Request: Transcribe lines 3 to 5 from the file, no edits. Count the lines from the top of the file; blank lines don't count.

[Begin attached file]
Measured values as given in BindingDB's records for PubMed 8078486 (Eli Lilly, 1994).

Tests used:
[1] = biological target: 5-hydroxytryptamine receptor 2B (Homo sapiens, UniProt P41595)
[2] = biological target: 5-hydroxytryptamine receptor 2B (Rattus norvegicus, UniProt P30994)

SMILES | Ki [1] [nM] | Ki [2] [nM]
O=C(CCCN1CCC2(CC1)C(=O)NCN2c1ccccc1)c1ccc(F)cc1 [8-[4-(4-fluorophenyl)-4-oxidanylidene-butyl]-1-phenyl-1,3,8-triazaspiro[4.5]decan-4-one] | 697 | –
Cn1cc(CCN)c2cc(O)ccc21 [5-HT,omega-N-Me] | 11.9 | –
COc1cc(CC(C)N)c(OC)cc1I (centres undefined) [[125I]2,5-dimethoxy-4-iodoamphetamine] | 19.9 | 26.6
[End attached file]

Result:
[1] = biological target: 5-hydroxytryptamine receptor 2B (Homo sapiens, UniProt P41595)
[2] = biological target: 5-hydroxytryptamine receptor 2B (Rattus norvegicus, UniProt P30994)

SMILES | Ki [1] [nM] | Ki [2] [nM]